Big Screen Highlights: horses, a joker, a pianist and fine young animals

As approaching festivals promise a spring feast, The Eulogy, Animals, and Buoyancy still tempt audiences to Australian films with the sweet medicine of classy filmmaking.

Let’s open with a remarkable moment. China has just celebrated the 70th anniversary of its founding, which is really a week of flag-waving, which is available in huge amounts on Youtube. When all the soldiers in each row are the same height, you know they have taken trouble. 

The government cleared all the screen schedules for three new films, described as a gift to the nation by production companies. They are now in Australian cinemas too. 

My People, My Country and The Captain have taken over $1.5m and will be bolstered this weekend by The Climbers

The Australian films 

Buoyancy and Animals are really worth watching. The hivemind has gradually seen both of them and there is no argument about their quality. The Nightingale still provokes earnest conversation but there is no doubting its quality and artistic ambitions.  They’re on a tiny number of screens but are still out and campaigning. 

However, Ride Like a Girl is doing very well and is available on a screen near you. Good unpretentious family fare, with tears and triumphs and really worth a squizz. 

The Eulogy opens this weekend. It stars both a real life Paul Keating and the historic archive of piano god Geoffrey Tozer whose genius was tainted by his fragility. The film by Janine Hosking and Katie Grusovin with Trish Lake as the lead producer does not ultimately resist easy postures and does not surrender to the good bits or recoil from his decay. It leaves us thinking about the burden of genius and the way we treat our artists. 

Mainstream pictures

Gemini Man brings its tentpole chops to the screens this weekend. Despite the directorial skills of Ang Lee and Will Smith on the screen, the reviews are pretty dreadful. Which means it should do very well and will at least have some craft pleasures.

It comes up against The Joker which is pretty dominant. Local audiences have ignored poor reviews and given it an enthusiastic thumbs up so its a good destination for spectacle excitement. 

We are not sure about Hustlers but we will know soon.

People are still watching Downton Abbey, while Ad Astra is on plenty of screens and enticing a trickle of punters. Opinion in the hivemind is divided. Some people think it is trippy and humane, others think it is an insult to the intelligence of the dust mites in the cinemas. 

Once Upon a Time in Hollywood is trying to mop up the last of the Tarantino audience. It too has its enthusiasts.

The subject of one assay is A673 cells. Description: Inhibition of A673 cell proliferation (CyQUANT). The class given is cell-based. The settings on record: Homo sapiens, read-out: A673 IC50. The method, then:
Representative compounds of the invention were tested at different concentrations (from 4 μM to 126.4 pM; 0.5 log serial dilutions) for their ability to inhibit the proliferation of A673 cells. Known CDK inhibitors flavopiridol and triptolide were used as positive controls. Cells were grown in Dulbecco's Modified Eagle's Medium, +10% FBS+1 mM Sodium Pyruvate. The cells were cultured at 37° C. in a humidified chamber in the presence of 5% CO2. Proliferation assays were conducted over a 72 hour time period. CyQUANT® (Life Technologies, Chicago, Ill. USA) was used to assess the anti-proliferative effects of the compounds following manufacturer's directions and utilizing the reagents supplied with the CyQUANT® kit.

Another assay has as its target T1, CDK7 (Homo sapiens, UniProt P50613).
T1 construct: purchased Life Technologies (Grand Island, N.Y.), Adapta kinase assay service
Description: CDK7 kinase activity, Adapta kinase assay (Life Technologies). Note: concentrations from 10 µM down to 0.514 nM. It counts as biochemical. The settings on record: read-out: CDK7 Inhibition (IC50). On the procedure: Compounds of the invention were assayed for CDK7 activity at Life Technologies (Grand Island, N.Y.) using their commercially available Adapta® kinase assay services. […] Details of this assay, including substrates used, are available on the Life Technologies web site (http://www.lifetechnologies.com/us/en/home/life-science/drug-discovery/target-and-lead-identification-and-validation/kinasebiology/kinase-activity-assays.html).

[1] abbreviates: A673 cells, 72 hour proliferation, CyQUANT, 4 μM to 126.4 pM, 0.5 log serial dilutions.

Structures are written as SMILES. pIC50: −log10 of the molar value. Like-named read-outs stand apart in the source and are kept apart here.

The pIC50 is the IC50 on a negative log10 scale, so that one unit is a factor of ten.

Good Boys, about pubescent boys in a junior version of a teen comedy, has solid audiences so it is worth a comic bet if you like broad and daggily mainstream.

Specialist Tastes 

Working Women opens quietly, and has excellent reviews as a clear-eyed depiction of sexual harassment which goes far beyond cliches. It seems to be a hidden gem. 

Jim Jarmusch’s zombie film The Dead Don’t Die is a romp and won’t last long.

Scary Stories to Tell in the Dark comes from the world of Del Toro, based on some important kids’ stories of the bedwetting kind and is surely an interesting addition to the canon of modern horror with a great graphic twist. 

Only in Melbourne though it has been elsewhere already, the NFSA restoration of Eternity from Lawrence Johnston and Susan Mackinnon will screen with a Q&A at the Nova at 3.30pm on Sunday. Pleasure is guaranteed. 

Festivals 

Be  jealous of your friends in Brisbane who are deep in a film festival right now

Meanwhile, Sydney people have the Greek Film Festival, which has just opened and runs at the Palace Norton Street until October 20.  

The Antenna Documentary Film Festival opens in Sydney on October 17 and runs for ten days. It has become a very big deal. The opening film by Werner Herzog is In the Footsteps of Bruce Chatwin which should be heaps excellent.

On the October 23 at the Randwick Ritz in Sydney, the Jewish International Film Festival launches before another party a day later in Melbourne and a trundle around Australia from then on. First night film is Ask Dr Ruth who is a hoot.

The Japanese Film Festival starts in run in Canberra on October 16 and travels the country thereafter. 

On October 24 the Environmental Film Festival  Australia kicks off in Melbourne inner city cinemas. 

Palace has its usual run of fests. Lavazza Italian is running right now around Australia, the Mini-British fest starts at the end of the month, up against the Polish Film Festival, only in Sydney. 

David Tiley was the Editor of Screenhub from 2005 until he became Content Lead for Film in 2021 with a special interest in policy. He is a writer in screen media with a long career in educational programs, documentary, and government funding, with a side order in script editing. He values curiosity, humour and objectivity in support of Australian visions and the art of storytelling.